Current Advocacy Opportunities
Advocacy is one of our many guiding principles. As such, we affirm that direct services to the homeless will include advocacy, and that the work of the Washtenaw Housing Alliance will include changing institutional policies and practices, training of professionals, policy and legislative change, educating funders, and raising hell when necessary.
Local Advocacy Opportunities
Sign Up to attend WHA's Advocacy Training and learn how to speak about issues surrounding housing and homelessness in a public forum. Workshop leaders include representatives from the National Alliance on Mental Illness, Avalon Housing, and the CivCity Initiative.
- Take the Fair Housing Center's Welcome in My Backyard ("WIMBY") Pledge to let local policymakers and the public know that you value living in an open, inclusive, and diverse community and that you welcome all people from all walks of life into your neighborhood.
State Advocacy Opportunities
Consider supporting the following state-level funding increases, as part of the Governor’s proposed budget for FY 2018, to programs that support people experiencing homelessness:
A $3.7 million increase for DHHHS Emergency Shelter Program (ESP); shelter reimbursement would go from $12 a day to $16 a day
- Increase of $150 million for Department of Education for students who are identified as “at-risk”.
Federal Advocacy Opportunities
The proposed federal budget for FY 2018 was released at the end of May and it includes deep cuts to many safety net programs that help low-income families across the country access food, healthcare, housing, and more. Learn more about the federal budget cuts here.
Overall, the President is requesting $7.4 billion in cuts to HUD, a 15% reduction from 2017 funding levels. According to the Center on Budget and Policy Priorities (CBPP), the budget would "increase homelessness and hardship in every state" by raising rents for nearly 4 million low-income households currently receive federal assistance, cutting funding for public housing and Homeless Assistance Grants, and eliminating various programs that provide flexible funding to poor urban and rural communities.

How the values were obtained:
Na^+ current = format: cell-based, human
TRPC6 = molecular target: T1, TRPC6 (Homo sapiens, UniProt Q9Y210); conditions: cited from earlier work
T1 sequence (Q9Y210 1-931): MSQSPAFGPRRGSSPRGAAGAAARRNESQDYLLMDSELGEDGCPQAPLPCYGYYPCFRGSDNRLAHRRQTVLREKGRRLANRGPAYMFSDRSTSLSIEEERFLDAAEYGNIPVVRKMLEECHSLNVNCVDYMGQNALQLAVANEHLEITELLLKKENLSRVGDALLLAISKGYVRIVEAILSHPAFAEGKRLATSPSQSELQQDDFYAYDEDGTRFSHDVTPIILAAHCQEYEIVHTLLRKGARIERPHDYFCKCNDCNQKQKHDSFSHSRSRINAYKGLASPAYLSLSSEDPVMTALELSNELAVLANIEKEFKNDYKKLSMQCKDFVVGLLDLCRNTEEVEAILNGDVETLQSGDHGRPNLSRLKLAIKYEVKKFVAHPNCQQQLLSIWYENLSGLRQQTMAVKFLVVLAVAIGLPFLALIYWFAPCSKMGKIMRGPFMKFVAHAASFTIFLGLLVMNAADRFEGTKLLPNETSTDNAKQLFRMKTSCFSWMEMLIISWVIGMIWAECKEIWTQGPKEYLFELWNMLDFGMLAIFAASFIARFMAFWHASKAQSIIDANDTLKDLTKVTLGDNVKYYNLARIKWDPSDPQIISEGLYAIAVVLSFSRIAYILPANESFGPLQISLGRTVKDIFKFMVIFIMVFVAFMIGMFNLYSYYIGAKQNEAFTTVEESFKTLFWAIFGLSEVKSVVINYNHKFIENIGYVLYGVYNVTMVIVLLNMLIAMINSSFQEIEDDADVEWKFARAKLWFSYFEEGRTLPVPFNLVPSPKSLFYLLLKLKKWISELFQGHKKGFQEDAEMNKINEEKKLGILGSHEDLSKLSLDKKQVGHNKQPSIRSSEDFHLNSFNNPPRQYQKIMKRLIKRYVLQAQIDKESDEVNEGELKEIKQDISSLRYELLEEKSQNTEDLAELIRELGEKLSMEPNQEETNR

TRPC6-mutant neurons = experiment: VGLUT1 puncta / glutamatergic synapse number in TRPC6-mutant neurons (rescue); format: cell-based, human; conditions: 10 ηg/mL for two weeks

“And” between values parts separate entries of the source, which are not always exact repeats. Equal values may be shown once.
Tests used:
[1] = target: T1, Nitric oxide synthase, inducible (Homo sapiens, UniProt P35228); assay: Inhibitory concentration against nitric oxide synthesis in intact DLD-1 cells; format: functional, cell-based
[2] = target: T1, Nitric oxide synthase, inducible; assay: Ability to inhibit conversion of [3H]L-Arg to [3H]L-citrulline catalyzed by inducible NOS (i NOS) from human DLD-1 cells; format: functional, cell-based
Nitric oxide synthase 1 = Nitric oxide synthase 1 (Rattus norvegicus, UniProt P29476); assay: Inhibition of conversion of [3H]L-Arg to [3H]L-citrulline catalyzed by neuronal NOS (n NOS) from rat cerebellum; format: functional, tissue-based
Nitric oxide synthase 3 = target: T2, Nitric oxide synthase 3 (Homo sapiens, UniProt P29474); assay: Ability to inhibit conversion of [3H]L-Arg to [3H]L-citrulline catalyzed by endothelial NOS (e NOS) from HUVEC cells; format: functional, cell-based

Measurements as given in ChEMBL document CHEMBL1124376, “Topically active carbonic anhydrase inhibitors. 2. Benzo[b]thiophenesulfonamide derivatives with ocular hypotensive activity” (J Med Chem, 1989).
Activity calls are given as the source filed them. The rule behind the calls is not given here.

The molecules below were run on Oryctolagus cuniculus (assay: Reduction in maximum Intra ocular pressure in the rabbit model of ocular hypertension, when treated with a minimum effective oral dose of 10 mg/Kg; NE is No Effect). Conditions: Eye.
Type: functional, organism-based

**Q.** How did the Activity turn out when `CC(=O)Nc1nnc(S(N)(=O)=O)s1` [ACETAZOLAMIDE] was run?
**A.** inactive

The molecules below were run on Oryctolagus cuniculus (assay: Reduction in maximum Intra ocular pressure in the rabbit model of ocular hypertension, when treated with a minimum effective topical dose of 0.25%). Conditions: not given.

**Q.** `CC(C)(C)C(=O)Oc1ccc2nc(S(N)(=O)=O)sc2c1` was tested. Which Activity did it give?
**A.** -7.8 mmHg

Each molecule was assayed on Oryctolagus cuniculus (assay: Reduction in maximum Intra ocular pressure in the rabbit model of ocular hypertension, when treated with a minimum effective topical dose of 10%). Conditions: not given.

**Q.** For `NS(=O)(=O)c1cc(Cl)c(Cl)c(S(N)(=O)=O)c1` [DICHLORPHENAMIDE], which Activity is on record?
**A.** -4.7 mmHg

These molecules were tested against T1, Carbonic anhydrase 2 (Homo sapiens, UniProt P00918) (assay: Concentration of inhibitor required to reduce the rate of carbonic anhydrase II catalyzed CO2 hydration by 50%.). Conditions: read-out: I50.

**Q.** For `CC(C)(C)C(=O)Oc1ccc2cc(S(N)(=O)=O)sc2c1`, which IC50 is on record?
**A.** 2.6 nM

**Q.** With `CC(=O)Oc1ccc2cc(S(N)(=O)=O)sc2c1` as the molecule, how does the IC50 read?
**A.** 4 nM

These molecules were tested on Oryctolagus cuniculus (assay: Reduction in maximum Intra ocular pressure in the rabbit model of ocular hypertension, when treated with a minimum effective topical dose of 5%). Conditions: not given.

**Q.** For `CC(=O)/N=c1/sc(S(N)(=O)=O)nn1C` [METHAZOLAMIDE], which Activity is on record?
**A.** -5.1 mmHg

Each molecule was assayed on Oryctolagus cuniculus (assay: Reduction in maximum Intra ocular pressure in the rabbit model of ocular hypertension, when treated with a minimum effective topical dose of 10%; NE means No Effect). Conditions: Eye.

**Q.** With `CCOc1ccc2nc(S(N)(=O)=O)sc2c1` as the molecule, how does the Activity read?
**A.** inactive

According to CBPP, in the State of Michigan alone, an estimated 125,200 low-income households - including 90,300 children - would be impacted by the rent increases, placing them in jeopardy of losing their homes if they are unable to pay.
Take Action TODAY to Oppose Federal Budget Cuts to HUD, by:
- Signing and Sharing this Letter to Congress on behalf of yourself and/or the organization you represent asking Congress to pass a fair 2018 budget that protects the policies and programs people rely on;
Joining the Hands Off Campaign, a national campaign dedicated to preventing cuts to basic living programs such as affordable housing, Medicaid, disability, benefits, nutrition assistance, and environmental protections;
Calling and emailing members of Congress asking them to reject the President’s budget cuts and increase funding for McKinney-Vento;
Urging Congress to increase funding for affordable housing by lifting spending caps for affordable housing, community development, and transportation programs receive the highest allocation of discretionary funds possible; and
Asking Congress to protect and expand the National Housing Trust Fund that helps build and preserve housing that is affordable for people with the lowest incomes.
Other Advocacy Resources:
National Low-Income Housing Coalition (NLIHC): Advocacy Webinar Mon, Mar 20, 2017 4:00 PM - 5:00 PM EDT (Register: https://attendee.gotowebinar.com/register/712995188908614659)
National Alliance to End Homelessness (NAEH): http://cqrcengage.com/naeh/funding
- Michigan Coalition Against Homelessness (MCAH): www.mihomeless.org